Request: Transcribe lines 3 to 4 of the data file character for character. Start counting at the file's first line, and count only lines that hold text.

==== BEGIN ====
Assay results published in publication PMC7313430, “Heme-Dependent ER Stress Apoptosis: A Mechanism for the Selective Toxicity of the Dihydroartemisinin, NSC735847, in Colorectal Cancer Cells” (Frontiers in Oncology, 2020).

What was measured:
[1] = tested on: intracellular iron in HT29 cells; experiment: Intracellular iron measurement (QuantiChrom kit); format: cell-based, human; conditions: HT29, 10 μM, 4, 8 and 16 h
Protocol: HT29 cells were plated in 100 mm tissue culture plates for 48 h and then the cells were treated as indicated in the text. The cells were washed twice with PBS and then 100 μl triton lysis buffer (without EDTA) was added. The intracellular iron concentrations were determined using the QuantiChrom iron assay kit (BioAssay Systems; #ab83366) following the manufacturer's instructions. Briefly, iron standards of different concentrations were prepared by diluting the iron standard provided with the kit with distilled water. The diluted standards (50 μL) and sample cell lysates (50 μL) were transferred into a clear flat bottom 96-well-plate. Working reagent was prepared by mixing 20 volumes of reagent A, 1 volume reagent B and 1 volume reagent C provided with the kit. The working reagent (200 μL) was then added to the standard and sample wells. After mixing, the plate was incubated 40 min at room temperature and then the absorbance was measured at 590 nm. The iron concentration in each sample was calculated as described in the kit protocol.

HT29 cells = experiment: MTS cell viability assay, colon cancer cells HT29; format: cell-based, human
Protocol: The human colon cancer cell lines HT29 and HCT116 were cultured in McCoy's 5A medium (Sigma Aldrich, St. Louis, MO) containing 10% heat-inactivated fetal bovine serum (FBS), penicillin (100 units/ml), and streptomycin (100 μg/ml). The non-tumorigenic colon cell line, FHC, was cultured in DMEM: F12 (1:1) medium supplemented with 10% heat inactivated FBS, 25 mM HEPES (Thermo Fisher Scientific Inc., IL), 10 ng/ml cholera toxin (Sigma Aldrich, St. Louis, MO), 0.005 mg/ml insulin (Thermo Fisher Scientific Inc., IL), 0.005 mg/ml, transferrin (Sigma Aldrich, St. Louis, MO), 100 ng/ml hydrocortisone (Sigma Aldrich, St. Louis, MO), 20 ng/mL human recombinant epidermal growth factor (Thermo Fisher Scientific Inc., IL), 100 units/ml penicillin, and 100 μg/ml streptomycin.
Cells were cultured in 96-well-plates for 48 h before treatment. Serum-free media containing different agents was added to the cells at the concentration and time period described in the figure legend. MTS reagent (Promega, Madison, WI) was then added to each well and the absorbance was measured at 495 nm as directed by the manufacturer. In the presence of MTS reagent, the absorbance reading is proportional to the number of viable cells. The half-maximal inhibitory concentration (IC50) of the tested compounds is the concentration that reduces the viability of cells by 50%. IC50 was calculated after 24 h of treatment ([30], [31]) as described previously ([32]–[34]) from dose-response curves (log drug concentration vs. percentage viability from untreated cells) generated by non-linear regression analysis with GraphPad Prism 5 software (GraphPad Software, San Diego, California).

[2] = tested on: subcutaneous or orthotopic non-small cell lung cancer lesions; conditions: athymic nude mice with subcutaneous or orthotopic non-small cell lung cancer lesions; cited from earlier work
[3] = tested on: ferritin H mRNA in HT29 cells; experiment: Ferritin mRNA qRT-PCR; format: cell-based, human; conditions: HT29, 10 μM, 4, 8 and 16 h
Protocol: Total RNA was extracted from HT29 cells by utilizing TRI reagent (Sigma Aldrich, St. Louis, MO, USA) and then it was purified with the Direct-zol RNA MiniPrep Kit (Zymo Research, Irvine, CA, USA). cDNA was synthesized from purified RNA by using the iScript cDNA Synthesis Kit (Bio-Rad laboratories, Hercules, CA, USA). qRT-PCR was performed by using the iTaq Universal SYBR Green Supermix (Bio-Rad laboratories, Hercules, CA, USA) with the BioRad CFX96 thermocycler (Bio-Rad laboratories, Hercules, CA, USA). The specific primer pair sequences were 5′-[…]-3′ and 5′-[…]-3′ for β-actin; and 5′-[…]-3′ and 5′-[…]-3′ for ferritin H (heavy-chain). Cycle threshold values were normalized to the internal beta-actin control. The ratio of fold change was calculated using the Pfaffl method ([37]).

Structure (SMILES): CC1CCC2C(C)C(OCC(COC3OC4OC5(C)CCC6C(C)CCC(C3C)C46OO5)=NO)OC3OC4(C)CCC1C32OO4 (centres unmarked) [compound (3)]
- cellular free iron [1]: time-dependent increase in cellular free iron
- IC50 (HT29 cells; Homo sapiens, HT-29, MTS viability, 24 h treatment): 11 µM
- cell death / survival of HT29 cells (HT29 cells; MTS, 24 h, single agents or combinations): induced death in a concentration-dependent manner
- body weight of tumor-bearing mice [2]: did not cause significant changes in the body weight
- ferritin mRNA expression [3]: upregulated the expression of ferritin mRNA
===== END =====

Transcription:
[1] = tested on: intracellular iron in HT29 cells; experiment: Intracellular iron measurement (QuantiChrom kit); format: cell-based, human; conditions: HT29, 10 μM, 4, 8 and 16 h
Protocol: HT29 cells were plated in 100 mm tissue culture plates for 48 h and then the cells were treated as indicated in the text. The cells were washed twice with PBS and then 100 μl triton lysis buffer (without EDTA) was added. The intracellular iron concentrations were determined using the QuantiChrom iron assay kit (BioAssay Systems; #ab83366) following the manufacturer's instructions. Briefly, iron standards of different concentrations were prepared by diluting the iron standard provided with the kit with distilled water. The diluted standards (50 μL) and sample cell lysates (50 μL) were transferred into a clear flat bottom 96-well-plate. Working reagent was prepared by mixing 20 volumes of reagent A, 1 volume reagent B and 1 volume reagent C provided with the kit. The working reagent (200 μL) was then added to the standard and sample wells. After mixing, the plate was incubated 40 min at room temperature and then the absorbance was measured at 590 nm. The iron concentration in each sample was calculated as described in the kit protocol.